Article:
July 13, 2018
Destination: Baxter Peak, Mt. Katahdin - AT Northern Terminus Today's Miles: 5.20
Start Location: The Birches Campsite Trip Miles: 2190.90
It was chilly when I woke at around 4:45am. I got up and ate my lemon pie and cinnamon roll.
I know, I know.... I packed up camp and got ready to make the last push, the last summit. Ozzie was already gone. Homebound left a little before me, and Frank was still in his tent when I left. I headed to the Ranger station to return the day pack I would not need and to sign the log book, which I had forgotten to do the day before. I stopped at the sign indicating the direction of the AT to Baxter Peak, the top of Mt. Katahdin and the northern terminus of the Appalachian Trail. I took a breath. This was it. Now it was time to bring it home.
The portion of the AT that goes up to Baxter Peak is called the Hunt Trail within the park. It started off quite easy and increased in difficulty until I was bouldering my way along steep slopes and over large rocks, sometimes with a few pieces of rebar in them to use as handholds, or footholds. It was the kind of thing that is outside of my comfort zone, but that other climbs (Palmerton, the Whites, Mahoosic) had prepared me for. The weather was beautiful and there was virtually no wind, which was comforting once I was above treeline. I moved slowly and deliberately, finally climbing, hoisting and shimmying my way up to the Tableland, a plateau just before the final ascent to Baxter Peak. From there it was easy. The views were stunning! The climb leading up to the Tableland and then the views from the plateau were truly breathtaking. This was it - the last mountain to climb! I had one more push to make.
As I walked across the Tableland, I felt relieved to have made it with my pack. It was as light as it could be at this moment in my life, at this point in time, and I carried it over the mountain. I felt good about that. Frank had been right. I heard footsteps behind me and saw what looked to be another NOBO fast approaching. It turned out to be a NOBO named Mainer who finished up last month. He was just out hiking for the day. He said he would see me at the top, offered me a ride to Millinocket afterwards, and flew past towards the summit. The trail really does provide!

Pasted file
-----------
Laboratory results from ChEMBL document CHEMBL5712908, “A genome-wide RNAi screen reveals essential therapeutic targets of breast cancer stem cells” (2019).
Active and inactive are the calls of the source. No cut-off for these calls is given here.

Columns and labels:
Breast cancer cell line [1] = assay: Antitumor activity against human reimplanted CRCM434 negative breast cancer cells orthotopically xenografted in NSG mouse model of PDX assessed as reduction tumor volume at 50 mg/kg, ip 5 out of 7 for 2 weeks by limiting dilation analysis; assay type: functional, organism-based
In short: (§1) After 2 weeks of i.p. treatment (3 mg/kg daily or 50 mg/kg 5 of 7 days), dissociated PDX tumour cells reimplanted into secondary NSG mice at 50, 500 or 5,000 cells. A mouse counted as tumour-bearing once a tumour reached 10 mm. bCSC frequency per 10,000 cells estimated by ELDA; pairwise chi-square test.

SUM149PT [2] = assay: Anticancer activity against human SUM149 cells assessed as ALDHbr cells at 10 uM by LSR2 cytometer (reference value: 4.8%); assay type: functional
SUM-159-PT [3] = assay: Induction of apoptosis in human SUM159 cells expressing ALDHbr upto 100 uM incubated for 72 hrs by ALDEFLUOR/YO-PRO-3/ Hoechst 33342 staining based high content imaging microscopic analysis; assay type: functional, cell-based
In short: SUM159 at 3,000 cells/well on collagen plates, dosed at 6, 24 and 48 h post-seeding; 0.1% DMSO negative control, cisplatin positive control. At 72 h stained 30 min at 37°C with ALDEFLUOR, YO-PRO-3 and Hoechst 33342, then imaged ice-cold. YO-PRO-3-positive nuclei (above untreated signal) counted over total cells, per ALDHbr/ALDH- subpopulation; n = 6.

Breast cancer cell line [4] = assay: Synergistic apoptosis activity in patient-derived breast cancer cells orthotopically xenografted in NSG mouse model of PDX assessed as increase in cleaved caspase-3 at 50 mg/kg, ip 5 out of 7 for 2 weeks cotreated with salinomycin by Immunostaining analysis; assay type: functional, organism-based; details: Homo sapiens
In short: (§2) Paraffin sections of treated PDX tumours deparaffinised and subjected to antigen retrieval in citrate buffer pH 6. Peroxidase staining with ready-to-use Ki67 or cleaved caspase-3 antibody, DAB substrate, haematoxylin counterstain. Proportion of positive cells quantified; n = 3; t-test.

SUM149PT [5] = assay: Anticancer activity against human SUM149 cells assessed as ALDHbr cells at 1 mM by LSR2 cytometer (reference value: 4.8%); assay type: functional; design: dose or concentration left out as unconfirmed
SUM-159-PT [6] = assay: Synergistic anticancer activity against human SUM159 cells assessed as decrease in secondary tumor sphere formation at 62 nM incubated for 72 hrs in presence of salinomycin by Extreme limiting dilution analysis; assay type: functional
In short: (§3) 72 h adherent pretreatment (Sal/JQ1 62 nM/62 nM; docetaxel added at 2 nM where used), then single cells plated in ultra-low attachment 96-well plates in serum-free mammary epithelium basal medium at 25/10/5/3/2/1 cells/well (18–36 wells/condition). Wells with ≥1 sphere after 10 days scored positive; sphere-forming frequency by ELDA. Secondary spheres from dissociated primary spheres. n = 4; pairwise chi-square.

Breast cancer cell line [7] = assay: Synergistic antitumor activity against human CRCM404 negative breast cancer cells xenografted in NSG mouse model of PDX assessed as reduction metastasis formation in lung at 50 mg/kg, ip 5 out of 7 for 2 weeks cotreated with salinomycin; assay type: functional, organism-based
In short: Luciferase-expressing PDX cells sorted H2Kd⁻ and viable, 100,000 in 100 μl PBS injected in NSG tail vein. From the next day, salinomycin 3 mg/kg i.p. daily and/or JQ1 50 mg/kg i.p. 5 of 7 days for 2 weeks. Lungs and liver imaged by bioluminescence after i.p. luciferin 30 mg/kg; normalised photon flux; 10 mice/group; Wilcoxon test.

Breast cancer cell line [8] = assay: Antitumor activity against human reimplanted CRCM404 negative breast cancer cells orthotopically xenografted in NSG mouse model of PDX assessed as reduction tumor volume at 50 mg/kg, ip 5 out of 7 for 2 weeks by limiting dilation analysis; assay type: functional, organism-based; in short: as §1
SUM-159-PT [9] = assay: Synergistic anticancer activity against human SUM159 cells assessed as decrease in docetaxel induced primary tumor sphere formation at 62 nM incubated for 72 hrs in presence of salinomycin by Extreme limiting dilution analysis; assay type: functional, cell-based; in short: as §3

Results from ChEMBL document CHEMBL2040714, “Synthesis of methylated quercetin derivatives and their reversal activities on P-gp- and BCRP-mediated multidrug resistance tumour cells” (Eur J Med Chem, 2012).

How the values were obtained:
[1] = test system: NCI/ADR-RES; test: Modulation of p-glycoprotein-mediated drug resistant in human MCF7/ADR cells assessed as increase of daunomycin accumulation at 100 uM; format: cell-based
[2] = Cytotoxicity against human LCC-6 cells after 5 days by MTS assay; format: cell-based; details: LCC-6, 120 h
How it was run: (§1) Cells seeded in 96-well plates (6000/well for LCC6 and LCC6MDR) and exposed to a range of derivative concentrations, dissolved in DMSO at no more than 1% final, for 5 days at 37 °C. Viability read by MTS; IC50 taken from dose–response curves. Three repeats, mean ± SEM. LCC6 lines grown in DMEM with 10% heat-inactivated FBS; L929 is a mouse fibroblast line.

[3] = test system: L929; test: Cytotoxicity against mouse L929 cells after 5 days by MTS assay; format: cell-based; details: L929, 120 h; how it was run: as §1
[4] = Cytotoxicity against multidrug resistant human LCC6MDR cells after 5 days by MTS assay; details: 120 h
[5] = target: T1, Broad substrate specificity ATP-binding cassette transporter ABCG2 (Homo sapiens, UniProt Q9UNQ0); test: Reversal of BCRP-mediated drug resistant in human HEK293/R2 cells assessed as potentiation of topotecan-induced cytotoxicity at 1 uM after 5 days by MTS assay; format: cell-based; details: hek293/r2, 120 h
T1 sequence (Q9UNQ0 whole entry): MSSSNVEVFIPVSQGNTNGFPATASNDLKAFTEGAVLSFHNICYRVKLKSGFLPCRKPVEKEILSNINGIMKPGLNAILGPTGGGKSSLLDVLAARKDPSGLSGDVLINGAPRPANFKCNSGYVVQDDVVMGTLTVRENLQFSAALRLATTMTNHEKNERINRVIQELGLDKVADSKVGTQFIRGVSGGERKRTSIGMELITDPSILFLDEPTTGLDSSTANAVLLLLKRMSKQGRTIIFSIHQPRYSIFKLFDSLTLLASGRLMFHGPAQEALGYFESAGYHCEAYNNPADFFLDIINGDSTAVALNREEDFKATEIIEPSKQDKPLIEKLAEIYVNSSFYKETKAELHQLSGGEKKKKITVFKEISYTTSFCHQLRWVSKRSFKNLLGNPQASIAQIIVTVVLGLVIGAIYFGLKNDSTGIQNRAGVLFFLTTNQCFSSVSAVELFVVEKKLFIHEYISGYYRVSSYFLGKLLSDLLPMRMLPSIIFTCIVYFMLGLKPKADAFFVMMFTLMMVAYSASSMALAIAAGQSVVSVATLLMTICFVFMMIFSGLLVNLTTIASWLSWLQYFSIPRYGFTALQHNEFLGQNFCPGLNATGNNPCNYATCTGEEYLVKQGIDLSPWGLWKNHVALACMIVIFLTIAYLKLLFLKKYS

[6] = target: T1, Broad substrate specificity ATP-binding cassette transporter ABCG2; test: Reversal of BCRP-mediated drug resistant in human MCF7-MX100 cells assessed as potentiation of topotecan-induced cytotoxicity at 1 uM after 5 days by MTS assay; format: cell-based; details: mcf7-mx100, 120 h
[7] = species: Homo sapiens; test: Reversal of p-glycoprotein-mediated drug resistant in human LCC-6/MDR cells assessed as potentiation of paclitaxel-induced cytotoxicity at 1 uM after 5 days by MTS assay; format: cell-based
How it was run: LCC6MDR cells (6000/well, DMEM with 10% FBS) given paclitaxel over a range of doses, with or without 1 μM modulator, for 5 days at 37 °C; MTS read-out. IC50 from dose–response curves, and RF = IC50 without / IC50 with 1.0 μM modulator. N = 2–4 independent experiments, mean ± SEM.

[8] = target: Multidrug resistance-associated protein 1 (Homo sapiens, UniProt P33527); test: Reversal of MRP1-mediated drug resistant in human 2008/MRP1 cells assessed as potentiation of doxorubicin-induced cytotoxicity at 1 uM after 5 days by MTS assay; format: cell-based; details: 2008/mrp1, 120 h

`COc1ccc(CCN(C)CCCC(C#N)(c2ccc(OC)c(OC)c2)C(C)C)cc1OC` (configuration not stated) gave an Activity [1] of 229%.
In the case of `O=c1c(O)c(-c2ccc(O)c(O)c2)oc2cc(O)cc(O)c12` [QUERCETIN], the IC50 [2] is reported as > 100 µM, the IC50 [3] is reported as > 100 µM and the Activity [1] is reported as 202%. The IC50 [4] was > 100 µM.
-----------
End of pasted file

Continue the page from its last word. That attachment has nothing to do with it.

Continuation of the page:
I made the last push, and as I reached the summit, Baxter Peak, that iconic wooden sign came into view. I could see Homebound up there, and then Mainer, and I stepped faster, one step at a time, and then I was there. I ran over and kissed the sign. And that was that. 138 days and 2190.9 AT miles later, plus countless more miles from side trails and getting lost, somehow through the kindness and support of others, strangers and loved ones alike, the trail had gotten me here. And what was I to do now? I had finished the trail, but not the journey. This did not come as a surprise. The journey never ends if we keep it alive. I sat up at the summit and thought about this and talked with the guys for a bit. When it was time, I made my way slowly down the mountain, grateful to feel alive.